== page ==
Daaaammmn, this is tough but good old Jezza (bassist) is currently the only single member so best for the future of all four other relationships I don’t disclose a great deal. Jezza has a pretty neat track record when it comes to Tinder, and has been known to pull some local girls when we pull up in their town. Currently boasting a 100% strike rate down in Tassie!

The Dusk album cover features a picture of a faceless man with a gorgeous beard, but I see in your publicity pics that none of you have beards. What gives?

Well you see before our drummer Joe moved to Melbourne he lived in the mountain ranges, and whilst stalking his Facebook to ensure this new drummer was a legit person I stumbled across a few photos. These photos depicted a wild Joe two weeks after his 18th birthday. Where Joe grew up you aren’t considered a man unless you trek through the bush for two weeks either side of your 18th birthday., and so these photos our dear drummer was sporting one fine beard and that’s basically where the inspiration came from.

You came to NZ last year to tour with Depths, Hand of Mercy and The Inquisition. Tell me what you enjoyed/learnt during that trip.

We loooooove New Zealand! Everyone was just so genuine and kind to us throughout the entire trip it was quite incredible. We made some lifelong friends in The Inquisition so that was great. One thing we did learn though was that our New Zealand friends weren’t all that great with the local geography and with an adventure that ended in Papatoitoi. I feel we Australians have a better idea when it comes to such matters.

Do you prefer playing all ages or R18 shows? 

I really don’t mind! Over ages is fun because everyone can get drunk and have a bit of a time, but then it’s equally fun playing to younger crowds too. It’s all a good time really!

Joe’s dad built his drum kit for him. How did he learn how to do that?

This is the question I have asked myself a million times, but again I think it comes down to the coming of age ritual. Upon Joe’s return he had a fully constructed guitar he had built out of tambark and other fauna, so my tip is that Joe’s dad managed to do something similar but in the form of a drum kit.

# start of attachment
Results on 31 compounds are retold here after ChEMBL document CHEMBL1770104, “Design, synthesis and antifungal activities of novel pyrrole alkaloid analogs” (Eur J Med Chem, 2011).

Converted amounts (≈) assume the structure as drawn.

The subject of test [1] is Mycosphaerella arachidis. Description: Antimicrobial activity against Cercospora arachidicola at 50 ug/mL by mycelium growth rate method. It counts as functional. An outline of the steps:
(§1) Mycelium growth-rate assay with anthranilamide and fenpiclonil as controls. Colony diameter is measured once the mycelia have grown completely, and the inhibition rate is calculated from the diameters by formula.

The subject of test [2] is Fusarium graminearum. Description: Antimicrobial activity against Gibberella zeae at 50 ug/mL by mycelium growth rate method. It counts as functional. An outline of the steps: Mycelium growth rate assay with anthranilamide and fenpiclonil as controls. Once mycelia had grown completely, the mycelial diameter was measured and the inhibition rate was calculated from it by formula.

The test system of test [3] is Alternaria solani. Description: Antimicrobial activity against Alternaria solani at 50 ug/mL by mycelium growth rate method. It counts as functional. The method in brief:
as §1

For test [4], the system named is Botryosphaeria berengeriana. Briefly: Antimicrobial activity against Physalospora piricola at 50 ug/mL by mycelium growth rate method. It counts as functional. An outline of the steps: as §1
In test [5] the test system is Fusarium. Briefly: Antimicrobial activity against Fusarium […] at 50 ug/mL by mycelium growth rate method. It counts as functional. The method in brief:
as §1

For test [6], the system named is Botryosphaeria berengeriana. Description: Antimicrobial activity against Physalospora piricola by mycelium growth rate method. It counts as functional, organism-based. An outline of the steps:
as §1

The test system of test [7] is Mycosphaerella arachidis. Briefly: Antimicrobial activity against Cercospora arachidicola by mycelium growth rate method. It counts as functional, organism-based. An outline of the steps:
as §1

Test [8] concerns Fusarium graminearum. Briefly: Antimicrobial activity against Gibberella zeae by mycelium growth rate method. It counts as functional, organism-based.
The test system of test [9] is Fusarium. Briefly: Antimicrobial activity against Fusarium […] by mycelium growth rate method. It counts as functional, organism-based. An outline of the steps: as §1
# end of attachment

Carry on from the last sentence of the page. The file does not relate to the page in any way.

You’ve been playing for three years, but have only just recorded your first EP. Do you think this will open many doors for you?

One can only hope! It’s been hard for us to keep things consistently moving given that we have had so many lineup changes but now things have got a bit of a move on and we just want to keep the momentum rolling.

You’re just about to drop your first EP, and have a tour lined up. What else is on the cards for Incentives?

I guess just more of the same! Everything bigger and better would be the goal. Creating memories that we can always look back on is my biggest wish. I understand bands aren’t the be all and end all, so really I just want to do as much as I can during this short little time frame we have. Then when my kids give me shit for wearing cardigans I can whip out some old photos and music and say “your dad had a half decent run back in the day” hahaha.

Which song do you think I should share with readers who aren’t familiar with your music?

Hmmmmm possibly “Dawn”. We’ve had a great response to that track and Jezza has a sing on it too! It’s pretty much the only song on the entire EP with a chorus so perhaps this chorus trend may continue with the new stuff.

Thanks for taking the time to answer these questions. Hopefully I’ll catch you next time you cross the ditch to play in New Zealand again!

Thanks heaps for the interview man! Probably the most fun I’ve had with an interview this entire time (had over 50 of the buggers). Hopefully we can make it out to New Zealand again soon and see you at a show.


 

Incentives links:

Facebook: https://www.facebook.com/IncentivesMelb/

Bandcamp: https://incentivesmelbourne.bandcamp.com/

Tour: https://www.facebook.com/events/1752335758369622/

Soundcloud: https://soundcloud.com/incentives-band 

 

Joseph James